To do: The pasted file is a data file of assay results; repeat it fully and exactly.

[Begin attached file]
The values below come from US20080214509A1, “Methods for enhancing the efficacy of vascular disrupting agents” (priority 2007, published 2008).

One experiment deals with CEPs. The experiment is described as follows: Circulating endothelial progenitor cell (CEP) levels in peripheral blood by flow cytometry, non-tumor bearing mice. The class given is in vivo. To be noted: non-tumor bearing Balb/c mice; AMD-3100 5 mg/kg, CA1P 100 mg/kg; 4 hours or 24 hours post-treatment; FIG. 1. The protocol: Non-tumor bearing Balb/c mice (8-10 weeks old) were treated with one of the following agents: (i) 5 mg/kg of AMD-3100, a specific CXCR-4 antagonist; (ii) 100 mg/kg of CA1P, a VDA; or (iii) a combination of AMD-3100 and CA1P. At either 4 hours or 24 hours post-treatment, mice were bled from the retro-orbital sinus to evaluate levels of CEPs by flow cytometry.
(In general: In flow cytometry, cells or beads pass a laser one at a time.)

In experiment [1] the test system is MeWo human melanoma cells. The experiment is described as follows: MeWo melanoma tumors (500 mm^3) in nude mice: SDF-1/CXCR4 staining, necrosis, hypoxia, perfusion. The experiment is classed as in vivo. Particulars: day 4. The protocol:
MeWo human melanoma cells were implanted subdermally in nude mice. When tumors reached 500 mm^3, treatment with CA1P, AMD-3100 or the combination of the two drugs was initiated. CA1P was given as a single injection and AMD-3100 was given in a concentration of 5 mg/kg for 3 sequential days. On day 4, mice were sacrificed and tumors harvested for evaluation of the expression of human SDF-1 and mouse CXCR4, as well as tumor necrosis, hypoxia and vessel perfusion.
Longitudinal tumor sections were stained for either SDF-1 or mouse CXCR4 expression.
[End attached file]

The values below come from US20080214509A1, “Methods for enhancing the efficacy of vascular disrupting agents” (priority 2007, published 2008).

One experiment deals with CEPs. The experiment is described as follows: Circulating endothelial progenitor cell (CEP) levels in peripheral blood by flow cytometry, non-tumor bearing mice. The class given is in vivo. To be noted: non-tumor bearing Balb/c mice; AMD-3100 5 mg/kg, CA1P 100 mg/kg; 4 hours or 24 hours post-treatment; FIG. 1. The protocol: Non-tumor bearing Balb/c mice (8-10 weeks old) were treated with one of the following agents: (i) 5 mg/kg of AMD-3100, a specific CXCR-4 antagonist; (ii) 100 mg/kg of CA1P, a VDA; or (iii) a combination of AMD-3100 and CA1P. At either 4 hours or 24 hours post-treatment, mice were bled from the retro-orbital sinus to evaluate levels of CEPs by flow cytometry.
(In general: In flow cytometry, cells or beads pass a laser one at a time.)

In experiment [1] the test system is MeWo human melanoma cells. The experiment is described as follows: MeWo melanoma tumors (500 mm^3) in nude mice: SDF-1/CXCR4 staining, necrosis, hypoxia, perfusion. The experiment is classed as in vivo. Particulars: day 4. The protocol:
MeWo human melanoma cells were implanted subdermally in nude mice. When tumors reached 500 mm^3, treatment with CA1P, AMD-3100 or the combination of the two drugs was initiated. CA1P was given as a single injection and AMD-3100 was given in a concentration of 5 mg/kg for 3 sequential days. On day 4, mice were sacrificed and tumors harvested for evaluation of the expression of human SDF-1 and mouse CXCR4, as well as tumor necrosis, hypoxia and vessel perfusion.
Longitudinal tumor sections were stained for either SDF-1 or mouse CXCR4 expression.